Chinese Foreign Minister visits Kenya amid unrest over rising debt

Wang Yi, State Councilor and Foreign Minister of China, waves as he leaves a press conference in Tokyo, Japan, November 24, 2020. REUTERS / Issei Kato / Pool / File Photo

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NAIROBI, Jan. 5 (Reuters) – The Chinese Foreign Minister begins a visit to Kenya on Wednesday, where the government has relied on Chinese loans to develop infrastructure but faces criticism over the debt burden it has borne. results.

The Kenyan foreign ministry called the visit of Wang Yi, also a state councilor, “historic”. He said safety, health, climate change and green technology transfer would be discussed and new bilateral agreements would be signed.

Kenya is the second of three legs of Wang’s African tour, after Eritrea and ahead of Comoros.

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China has loaned African countries billions of dollars under President Xi Jinping’s Belt and Road Initiative (BRI), including $ 5 billion for the construction of a modern railway from the Kenyan port of Mombasa . Read more

This model has evolved, partly under the pressure of the COVID-19 pandemic and its economic fallout and partly because of a reaction from African critics against rising debt levels. China is shifting from physical infrastructure loans to efforts to boost trade. Read more

Among critics of Kenya’s dependence on Chinese funding is Kimani Ichung’wah, a ruling party lawmaker who has become a critic of the government.

“It’s a debt trap and they should start renegotiating,” he told Reuters ahead of Wang’s visit, complaining that the interest rates on Chinese loans were sky-high.

Ichung’wah is backing William Ruto, former deputy to President Uhuru Kenyatta, to take the presidency in an election slated for August, and has said if Ruto wins his government will seek new terms for loan repayments.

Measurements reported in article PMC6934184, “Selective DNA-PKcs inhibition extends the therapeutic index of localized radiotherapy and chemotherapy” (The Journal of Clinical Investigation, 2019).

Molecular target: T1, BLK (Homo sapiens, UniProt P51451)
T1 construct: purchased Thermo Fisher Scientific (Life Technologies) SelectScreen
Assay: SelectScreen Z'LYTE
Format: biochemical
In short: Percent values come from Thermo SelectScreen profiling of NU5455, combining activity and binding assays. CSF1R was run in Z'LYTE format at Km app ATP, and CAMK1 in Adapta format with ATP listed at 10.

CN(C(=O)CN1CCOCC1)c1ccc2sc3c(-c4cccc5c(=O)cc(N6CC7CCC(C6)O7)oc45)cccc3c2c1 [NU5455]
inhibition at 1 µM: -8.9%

As a member of the United Nations Security Council and the supreme body of the African Union to manage conflicts on the continent, Kenya is a major player in African diplomacy.

Eritrea is one of the poorest and most isolated countries in the world. China has not publicly stated what the purpose of Wang’s visit was.

Peter Kagwanja, professor of international relations at the University of Nairobi, said the visit may have been linked to diplomatic efforts to end the conflict in neighboring northern Ethiopia in which Eritrean forces have been implicated. .

The Comoros, an archipelago in the Indian Ocean, sits on the edge of a maritime trade route known in China as the Sea Silk Road and considered strategically important by Beijing, Kagwanja said.

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Reporting by Duncan Miriri, editing by Estelle Shirbon and Timothy Heritage

Our Standards: Thomson Reuters Trust Principles.

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